In North America, there are over 1,150 recorded hand presses of all types, makes, and vintages. They range from the press used by the first recorded English colonial printers, Stephen and Matthew Daye, in Cambridge, Massachusetts in 1639 (now in the collection of the Vermont Historical Society), to the eighteen reproduction tabletop Albion presses built by Steve Pratt in Utah, between 2001 until his death in 2012.
About twenty years ago, I began, and still maintain, the North American Hand Press Database to record all the hand presses of the lever style with horizontal bed and platen that now reside in North America (regardless of where they were made). Of the recorded presses, including reproductions and four known in Central and South America, about half are accompanied by photos. A PDF of the list, without owner information, is posted on my website: www.adlibpress.us.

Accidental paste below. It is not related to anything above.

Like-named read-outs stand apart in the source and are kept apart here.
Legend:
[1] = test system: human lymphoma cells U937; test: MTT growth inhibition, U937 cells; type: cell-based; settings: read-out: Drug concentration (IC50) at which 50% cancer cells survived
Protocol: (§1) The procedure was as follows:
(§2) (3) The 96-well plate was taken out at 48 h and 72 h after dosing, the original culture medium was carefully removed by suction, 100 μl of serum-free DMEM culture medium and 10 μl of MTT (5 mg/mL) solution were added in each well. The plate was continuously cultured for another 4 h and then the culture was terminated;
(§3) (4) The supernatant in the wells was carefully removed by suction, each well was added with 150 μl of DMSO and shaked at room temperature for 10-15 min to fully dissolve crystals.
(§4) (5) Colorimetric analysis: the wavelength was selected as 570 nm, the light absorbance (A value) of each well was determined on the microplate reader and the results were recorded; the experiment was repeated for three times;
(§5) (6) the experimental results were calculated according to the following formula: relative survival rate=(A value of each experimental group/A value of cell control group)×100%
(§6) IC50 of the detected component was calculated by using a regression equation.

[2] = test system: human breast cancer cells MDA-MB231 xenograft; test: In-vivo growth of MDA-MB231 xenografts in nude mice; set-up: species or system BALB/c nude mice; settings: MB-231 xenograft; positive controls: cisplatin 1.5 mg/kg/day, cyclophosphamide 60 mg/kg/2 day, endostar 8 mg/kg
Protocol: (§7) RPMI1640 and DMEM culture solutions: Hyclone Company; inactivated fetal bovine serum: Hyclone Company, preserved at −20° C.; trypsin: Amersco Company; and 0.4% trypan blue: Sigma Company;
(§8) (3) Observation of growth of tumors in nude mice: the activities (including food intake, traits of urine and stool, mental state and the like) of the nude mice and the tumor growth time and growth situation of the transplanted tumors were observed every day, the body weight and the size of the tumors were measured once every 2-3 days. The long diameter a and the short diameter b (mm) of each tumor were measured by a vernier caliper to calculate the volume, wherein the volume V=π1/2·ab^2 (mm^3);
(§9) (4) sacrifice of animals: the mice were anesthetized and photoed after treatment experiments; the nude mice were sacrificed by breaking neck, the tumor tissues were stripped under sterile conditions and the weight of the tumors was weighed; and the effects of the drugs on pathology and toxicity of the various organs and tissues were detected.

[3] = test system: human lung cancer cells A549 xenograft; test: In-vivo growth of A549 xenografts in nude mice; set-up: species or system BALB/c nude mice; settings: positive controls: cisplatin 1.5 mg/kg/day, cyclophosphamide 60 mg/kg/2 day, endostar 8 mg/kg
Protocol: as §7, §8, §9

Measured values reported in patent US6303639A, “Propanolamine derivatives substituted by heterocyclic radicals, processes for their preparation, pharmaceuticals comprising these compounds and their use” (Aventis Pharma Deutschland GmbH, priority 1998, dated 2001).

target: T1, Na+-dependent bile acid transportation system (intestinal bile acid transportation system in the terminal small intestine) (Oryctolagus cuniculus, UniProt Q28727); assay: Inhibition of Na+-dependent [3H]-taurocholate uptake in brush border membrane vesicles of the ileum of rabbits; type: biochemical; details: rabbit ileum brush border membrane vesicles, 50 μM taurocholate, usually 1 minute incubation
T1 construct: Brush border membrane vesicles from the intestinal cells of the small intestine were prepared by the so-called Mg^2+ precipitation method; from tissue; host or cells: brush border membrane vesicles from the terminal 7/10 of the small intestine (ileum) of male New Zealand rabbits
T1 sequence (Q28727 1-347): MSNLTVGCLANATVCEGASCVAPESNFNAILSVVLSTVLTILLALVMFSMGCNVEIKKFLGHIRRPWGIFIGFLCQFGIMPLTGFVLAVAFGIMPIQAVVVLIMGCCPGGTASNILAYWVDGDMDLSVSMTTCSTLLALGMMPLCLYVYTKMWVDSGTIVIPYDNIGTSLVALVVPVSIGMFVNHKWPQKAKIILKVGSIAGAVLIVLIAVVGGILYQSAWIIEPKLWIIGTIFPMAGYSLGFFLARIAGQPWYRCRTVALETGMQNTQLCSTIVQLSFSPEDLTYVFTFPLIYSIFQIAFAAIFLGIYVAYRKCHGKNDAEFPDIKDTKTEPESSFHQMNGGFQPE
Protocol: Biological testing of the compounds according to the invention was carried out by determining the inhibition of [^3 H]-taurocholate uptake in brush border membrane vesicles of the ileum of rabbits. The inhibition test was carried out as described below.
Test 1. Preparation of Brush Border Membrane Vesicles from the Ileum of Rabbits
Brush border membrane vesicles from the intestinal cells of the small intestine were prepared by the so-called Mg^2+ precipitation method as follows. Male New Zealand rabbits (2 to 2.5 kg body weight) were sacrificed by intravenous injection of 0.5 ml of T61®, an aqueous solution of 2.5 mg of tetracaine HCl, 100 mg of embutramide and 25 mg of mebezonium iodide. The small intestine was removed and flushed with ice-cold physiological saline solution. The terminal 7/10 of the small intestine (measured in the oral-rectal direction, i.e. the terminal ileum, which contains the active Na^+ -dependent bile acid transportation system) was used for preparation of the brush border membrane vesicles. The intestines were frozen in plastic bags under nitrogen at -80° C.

Eight hundred hand presses in North America are now in museum or university collections. Another 350 presses are in private hands in the United States and Canada, some of which have been restored by their owners and used for book production or printmaking. Occasionally, one of these will come on the market and previously unrecorded presses sometimes turn up in local auctions at modest prices, as did an early Hoe Washington recently. Others are offered through auction websites at what I think are very high prices.
The North American Hand Press Database not only aids in research about the manufacturers and their products, but helps press owners seeking information or drawings of parts missing from their presses. I am often contacted by people who wish to learn where hand presses can be seen in public collections, as well as those who are looking to buy or sell a hand press.
Although printing with hand presses is a slow and meticulous process, it can be very rewarding. Modern fine printers have used them to produce many beautiful books and broadsides. And many hand press printers have also had a lot of fun collecting and printing on the hand press.